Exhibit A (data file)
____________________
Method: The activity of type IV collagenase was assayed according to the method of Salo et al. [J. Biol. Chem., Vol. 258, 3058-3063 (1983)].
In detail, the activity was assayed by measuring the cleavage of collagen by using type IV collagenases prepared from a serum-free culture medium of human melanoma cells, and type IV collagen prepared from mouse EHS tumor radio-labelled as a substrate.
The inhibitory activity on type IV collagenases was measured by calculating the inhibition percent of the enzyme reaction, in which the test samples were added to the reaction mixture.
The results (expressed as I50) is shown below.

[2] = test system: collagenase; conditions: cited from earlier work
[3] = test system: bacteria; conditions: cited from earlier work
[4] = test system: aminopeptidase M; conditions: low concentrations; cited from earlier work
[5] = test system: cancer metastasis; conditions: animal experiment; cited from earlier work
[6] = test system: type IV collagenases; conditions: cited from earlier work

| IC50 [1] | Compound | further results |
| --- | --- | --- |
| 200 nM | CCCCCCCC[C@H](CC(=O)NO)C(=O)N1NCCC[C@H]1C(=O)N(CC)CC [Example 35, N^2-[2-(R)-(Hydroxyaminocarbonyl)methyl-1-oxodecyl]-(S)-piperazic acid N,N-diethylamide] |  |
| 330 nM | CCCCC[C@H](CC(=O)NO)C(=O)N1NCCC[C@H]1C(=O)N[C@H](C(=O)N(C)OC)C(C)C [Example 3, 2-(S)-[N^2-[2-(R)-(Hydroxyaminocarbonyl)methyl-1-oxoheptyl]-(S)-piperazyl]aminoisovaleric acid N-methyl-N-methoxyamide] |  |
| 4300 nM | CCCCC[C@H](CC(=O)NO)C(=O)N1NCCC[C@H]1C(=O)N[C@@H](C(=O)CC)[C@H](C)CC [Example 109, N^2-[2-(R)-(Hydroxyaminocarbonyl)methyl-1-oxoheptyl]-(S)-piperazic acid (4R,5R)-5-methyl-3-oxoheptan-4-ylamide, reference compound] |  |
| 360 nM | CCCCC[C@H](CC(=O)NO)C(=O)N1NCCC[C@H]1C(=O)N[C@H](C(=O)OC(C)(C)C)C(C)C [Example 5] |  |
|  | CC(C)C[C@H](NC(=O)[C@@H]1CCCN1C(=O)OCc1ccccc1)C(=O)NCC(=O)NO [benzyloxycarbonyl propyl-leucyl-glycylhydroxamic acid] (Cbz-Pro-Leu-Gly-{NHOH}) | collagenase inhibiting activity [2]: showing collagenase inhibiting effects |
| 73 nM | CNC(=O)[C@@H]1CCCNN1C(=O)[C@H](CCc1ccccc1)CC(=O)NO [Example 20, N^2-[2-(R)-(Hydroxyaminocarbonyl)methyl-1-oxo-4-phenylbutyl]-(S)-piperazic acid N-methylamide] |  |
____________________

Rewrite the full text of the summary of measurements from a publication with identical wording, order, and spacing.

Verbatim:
Method: The activity of type IV collagenase was assayed according to the method of Salo et al. [J. Biol. Chem., Vol. 258, 3058-3063 (1983)].
In detail, the activity was assayed by measuring the cleavage of collagen by using type IV collagenases prepared from a serum-free culture medium of human melanoma cells, and type IV collagen prepared from mouse EHS tumor radio-labelled as a substrate.
The inhibitory activity on type IV collagenases was measured by calculating the inhibition percent of the enzyme reaction, in which the test samples were added to the reaction mixture.
The results (expressed as I50) is shown below.

[2] = test system: collagenase; conditions: cited from earlier work
[3] = test system: bacteria; conditions: cited from earlier work
[4] = test system: aminopeptidase M; conditions: low concentrations; cited from earlier work
[5] = test system: cancer metastasis; conditions: animal experiment; cited from earlier work
[6] = test system: type IV collagenases; conditions: cited from earlier work

| IC50 [1] | Compound | further results |
| --- | --- | --- |
| 200 nM | CCCCCCCC[C@H](CC(=O)NO)C(=O)N1NCCC[C@H]1C(=O)N(CC)CC [Example 35, N^2-[2-(R)-(Hydroxyaminocarbonyl)methyl-1-oxodecyl]-(S)-piperazic acid N,N-diethylamide] |  |
| 330 nM | CCCCC[C@H](CC(=O)NO)C(=O)N1NCCC[C@H]1C(=O)N[C@H](C(=O)N(C)OC)C(C)C [Example 3, 2-(S)-[N^2-[2-(R)-(Hydroxyaminocarbonyl)methyl-1-oxoheptyl]-(S)-piperazyl]aminoisovaleric acid N-methyl-N-methoxyamide] |  |
| 4300 nM | CCCCC[C@H](CC(=O)NO)C(=O)N1NCCC[C@H]1C(=O)N[C@@H](C(=O)CC)[C@H](C)CC [Example 109, N^2-[2-(R)-(Hydroxyaminocarbonyl)methyl-1-oxoheptyl]-(S)-piperazic acid (4R,5R)-5-methyl-3-oxoheptan-4-ylamide, reference compound] |  |
| 360 nM | CCCCC[C@H](CC(=O)NO)C(=O)N1NCCC[C@H]1C(=O)N[C@H](C(=O)OC(C)(C)C)C(C)C [Example 5] |  |
|  | CC(C)C[C@H](NC(=O)[C@@H]1CCCN1C(=O)OCc1ccccc1)C(=O)NCC(=O)NO [benzyloxycarbonyl propyl-leucyl-glycylhydroxamic acid] (Cbz-Pro-Leu-Gly-{NHOH}) | collagenase inhibiting activity [2]: showing collagenase inhibiting effects |
| 73 nM | CNC(=O)[C@@H]1CCCNN1C(=O)[C@H](CCc1ccccc1)CC(=O)NO [Example 20, N^2-[2-(R)-(Hydroxyaminocarbonyl)methyl-1-oxo-4-phenylbutyl]-(S)-piperazic acid N-methylamide] |  |